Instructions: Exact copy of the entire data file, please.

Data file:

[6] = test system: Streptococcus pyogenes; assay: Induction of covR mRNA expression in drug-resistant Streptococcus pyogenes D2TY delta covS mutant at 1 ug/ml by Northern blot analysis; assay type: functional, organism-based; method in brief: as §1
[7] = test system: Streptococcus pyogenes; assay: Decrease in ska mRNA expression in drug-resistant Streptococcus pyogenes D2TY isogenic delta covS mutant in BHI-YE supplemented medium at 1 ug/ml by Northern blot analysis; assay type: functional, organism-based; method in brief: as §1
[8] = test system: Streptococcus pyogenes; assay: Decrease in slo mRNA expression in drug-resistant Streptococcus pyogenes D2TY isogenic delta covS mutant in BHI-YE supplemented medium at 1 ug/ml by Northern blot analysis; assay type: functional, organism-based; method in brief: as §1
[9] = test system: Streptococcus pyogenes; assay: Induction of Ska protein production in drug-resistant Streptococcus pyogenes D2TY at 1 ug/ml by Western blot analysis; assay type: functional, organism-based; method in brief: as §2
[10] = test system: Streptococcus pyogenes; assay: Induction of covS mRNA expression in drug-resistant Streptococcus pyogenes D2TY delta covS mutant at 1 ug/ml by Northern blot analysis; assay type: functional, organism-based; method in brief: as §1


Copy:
[6] = test system: Streptococcus pyogenes; assay: Induction of covR mRNA expression in drug-resistant Streptococcus pyogenes D2TY delta covS mutant at 1 ug/ml by Northern blot analysis; assay type: functional, organism-based; method in brief: as §1
[7] = test system: Streptococcus pyogenes; assay: Decrease in ska mRNA expression in drug-resistant Streptococcus pyogenes D2TY isogenic delta covS mutant in BHI-YE supplemented medium at 1 ug/ml by Northern blot analysis; assay type: functional, organism-based; method in brief: as §1
[8] = test system: Streptococcus pyogenes; assay: Decrease in slo mRNA expression in drug-resistant Streptococcus pyogenes D2TY isogenic delta covS mutant in BHI-YE supplemented medium at 1 ug/ml by Northern blot analysis; assay type: functional, organism-based; method in brief: as §1
[9] = test system: Streptococcus pyogenes; assay: Induction of Ska protein production in drug-resistant Streptococcus pyogenes D2TY at 1 ug/ml by Western blot analysis; assay type: functional, organism-based; method in brief: as §2
[10] = test system: Streptococcus pyogenes; assay: Induction of covS mRNA expression in drug-resistant Streptococcus pyogenes D2TY delta covS mutant at 1 ug/ml by Northern blot analysis; assay type: functional, organism-based; method in brief: as §1